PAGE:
All modes of inquiry correlate with each other due to their tendency to coalesce in their emphasis on questions, which raise issues on autonomy, justice, and politics. The differences of literary theories, for example, merely spring from their construal of the relationship between the exercise of power and the text. Structuralism views the relation in terms of the relationship of the formal elements in a linguistic system. Marxism assesses the relationship in terms of the role of such relations in the existence of social structures.
The same method is used by Psychoanalysis, with the emphasis on the conscious and unconscious mind. Deconstruction, on the other hand, perceives the texts’ role in destabilizing oppositional modes of power. Despite of these differences amongst discursive procedures, it does not overshadow the fact that these theories give emphasis on their analysis of the political and institutional structures within society. A concrete example of this can be seen in the opposing theories of constructivism and essentialism.
Despite their adherence to competing narratives of oppression and resistance [constructivism places emphasis on multiple identities thereby opposing essentialism’s stance on singular categorization] both theories show interest on the subject’s position within society and how this position can affect the development of his identity. In fact, if one isolates the discussion of identity and narratives of oppression in both discourses, one will notice that the ultimate commitment of the theories they adhere to gives emphasis on the idea of political justice.
Politics within these discourses is seen as a collective action of resistance, which aims for change in the hopes of attending to the problems evident in the formation of identity and agency. It is important to note that literature as a repository of human experience has always been influenced by politics. Exercise of power within society is associated with and dependent on the mass production of certain kinds of literature, which allows the cultural qualification of ideas.
The relation between literature and politics can also be seen in literary theory’s assessment of the formation of consciousness and unconsciousness, which is related to the maintenance, and transformation of the predominant modes of power made possible by literary output (Eagleton 210). It is also dependent upon the ahistorical positioning of the literary text, since this allows the continuous creation of meaning for a particular text. This mode of relationship invokes the aesthetic character of literature. Literature as a form of discourse enables the perception of aesthetics as a process of communicating while remaking a work.
The aesthetic act becomes the incarnation of meaning rather than a demonstration of truth. This is possible since in the process of reading a text, the subject -which can be both the reader and the author- produces another text which is the same as the earlier text yet entirely different from it. Perceived within the dialogic process, the interconnectedness of completion and fragmentation can be understood by recognizing that it is in fact the fragmentation of the text, which allows the completion of the text itself.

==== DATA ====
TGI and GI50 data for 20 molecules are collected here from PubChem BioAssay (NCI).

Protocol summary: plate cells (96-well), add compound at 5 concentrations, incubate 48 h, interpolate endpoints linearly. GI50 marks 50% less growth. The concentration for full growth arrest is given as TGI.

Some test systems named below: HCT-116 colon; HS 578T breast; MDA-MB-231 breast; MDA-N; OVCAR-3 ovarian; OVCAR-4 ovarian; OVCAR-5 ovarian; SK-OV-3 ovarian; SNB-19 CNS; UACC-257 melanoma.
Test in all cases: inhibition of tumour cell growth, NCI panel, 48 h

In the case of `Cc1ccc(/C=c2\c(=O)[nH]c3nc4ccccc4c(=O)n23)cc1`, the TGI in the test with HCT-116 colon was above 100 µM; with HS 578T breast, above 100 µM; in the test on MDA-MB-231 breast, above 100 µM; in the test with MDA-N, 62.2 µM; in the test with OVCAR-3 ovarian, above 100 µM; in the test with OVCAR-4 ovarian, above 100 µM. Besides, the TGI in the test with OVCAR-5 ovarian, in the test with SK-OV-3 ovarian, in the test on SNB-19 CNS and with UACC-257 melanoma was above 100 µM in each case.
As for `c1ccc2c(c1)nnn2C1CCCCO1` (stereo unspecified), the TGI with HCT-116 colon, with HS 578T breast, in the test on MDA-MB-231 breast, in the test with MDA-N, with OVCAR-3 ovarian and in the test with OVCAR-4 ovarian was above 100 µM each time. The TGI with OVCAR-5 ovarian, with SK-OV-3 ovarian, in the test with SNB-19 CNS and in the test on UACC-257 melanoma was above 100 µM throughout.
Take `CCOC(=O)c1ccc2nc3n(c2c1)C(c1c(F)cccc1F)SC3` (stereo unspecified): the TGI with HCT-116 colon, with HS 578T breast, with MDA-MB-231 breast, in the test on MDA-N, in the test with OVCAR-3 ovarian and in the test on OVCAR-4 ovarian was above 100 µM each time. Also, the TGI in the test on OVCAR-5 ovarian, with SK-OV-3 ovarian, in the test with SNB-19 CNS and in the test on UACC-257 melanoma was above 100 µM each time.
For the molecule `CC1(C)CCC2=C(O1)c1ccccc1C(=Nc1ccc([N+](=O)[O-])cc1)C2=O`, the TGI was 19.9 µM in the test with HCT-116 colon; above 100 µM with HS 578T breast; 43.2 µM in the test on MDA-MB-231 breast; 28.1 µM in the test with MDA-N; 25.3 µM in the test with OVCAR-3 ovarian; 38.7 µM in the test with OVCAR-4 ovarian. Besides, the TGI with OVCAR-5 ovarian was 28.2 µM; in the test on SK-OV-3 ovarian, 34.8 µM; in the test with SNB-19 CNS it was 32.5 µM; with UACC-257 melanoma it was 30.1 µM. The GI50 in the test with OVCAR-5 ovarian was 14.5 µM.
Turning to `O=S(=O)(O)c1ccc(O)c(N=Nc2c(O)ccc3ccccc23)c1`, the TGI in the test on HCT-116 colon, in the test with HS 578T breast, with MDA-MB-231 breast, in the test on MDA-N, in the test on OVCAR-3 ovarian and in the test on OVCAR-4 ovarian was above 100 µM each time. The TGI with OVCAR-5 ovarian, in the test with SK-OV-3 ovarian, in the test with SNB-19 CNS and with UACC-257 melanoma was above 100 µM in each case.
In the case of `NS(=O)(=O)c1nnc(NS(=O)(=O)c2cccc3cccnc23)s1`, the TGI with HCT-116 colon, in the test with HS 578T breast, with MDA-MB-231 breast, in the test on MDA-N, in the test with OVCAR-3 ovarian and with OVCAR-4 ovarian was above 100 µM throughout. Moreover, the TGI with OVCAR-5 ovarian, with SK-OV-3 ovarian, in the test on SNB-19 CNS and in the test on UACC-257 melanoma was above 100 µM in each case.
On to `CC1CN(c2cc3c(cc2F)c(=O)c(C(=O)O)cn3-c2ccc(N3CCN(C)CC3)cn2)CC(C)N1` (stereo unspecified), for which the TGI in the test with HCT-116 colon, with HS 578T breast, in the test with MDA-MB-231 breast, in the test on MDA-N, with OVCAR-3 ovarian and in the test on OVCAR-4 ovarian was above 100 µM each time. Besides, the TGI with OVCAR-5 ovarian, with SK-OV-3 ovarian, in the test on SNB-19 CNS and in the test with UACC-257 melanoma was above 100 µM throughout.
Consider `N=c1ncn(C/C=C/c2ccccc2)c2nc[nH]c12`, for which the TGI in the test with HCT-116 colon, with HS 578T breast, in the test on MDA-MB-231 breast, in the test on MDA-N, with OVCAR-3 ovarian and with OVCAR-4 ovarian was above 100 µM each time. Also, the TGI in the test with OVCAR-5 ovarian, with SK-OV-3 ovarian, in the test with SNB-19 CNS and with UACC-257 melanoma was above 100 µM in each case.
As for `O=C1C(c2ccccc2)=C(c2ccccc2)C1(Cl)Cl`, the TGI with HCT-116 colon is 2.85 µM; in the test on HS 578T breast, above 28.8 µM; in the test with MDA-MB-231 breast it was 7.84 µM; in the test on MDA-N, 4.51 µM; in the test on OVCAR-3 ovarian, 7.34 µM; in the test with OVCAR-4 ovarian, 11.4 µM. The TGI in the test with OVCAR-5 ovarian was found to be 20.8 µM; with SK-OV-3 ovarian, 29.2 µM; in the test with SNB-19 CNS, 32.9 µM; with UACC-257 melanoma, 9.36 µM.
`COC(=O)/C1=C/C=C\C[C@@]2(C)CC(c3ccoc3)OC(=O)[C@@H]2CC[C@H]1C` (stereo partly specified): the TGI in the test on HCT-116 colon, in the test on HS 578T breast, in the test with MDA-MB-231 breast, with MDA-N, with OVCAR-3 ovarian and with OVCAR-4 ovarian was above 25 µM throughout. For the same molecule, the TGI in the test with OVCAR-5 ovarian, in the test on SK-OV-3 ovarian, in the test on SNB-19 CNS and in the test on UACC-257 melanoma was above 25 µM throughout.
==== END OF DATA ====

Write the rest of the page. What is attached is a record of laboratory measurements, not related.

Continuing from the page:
Within this perspective, the aesthetic act becomes political through the social interaction necessitated by the creation and continual recreation of an artistic work. Literature, in this sense, becomes the locus of a condensed and social evaluation. Intersubjectivity precedes subjectivity wherein the production and repression of meaning is seen as a socio-ideological process rather than an individual process. In this scheme, the text is allowed the character of fluidity. No permanent theoretical stipulation and ethical meaning can be attached to it since to do so is tantamount to denying the ahistorical character of the text.
This character is invoked since in the end when one considers a text, what is given importance is not necessarily the historical reading of the text but the various readings made available by the literary theories and ethical standpoints that one may attach to the text. Within this process, there is an emphasis on the reassessment and creation of new standpoints since the interpretation of the text involves the consideration of both the act of writing and reading the text.
The re-conceptualization of a literary text through reading enables the individual to undergo a process of analyzing the truth connected with the discourse in which the text is situated, while at the same time reassessing its connection to his self. Due to this, assessing a text becomes a personal and political act wherein the common adage “the personal is political” can be phrased into an equally influential counter notion that “the political is personal”. It is important to note that there is a big difference between these two adages.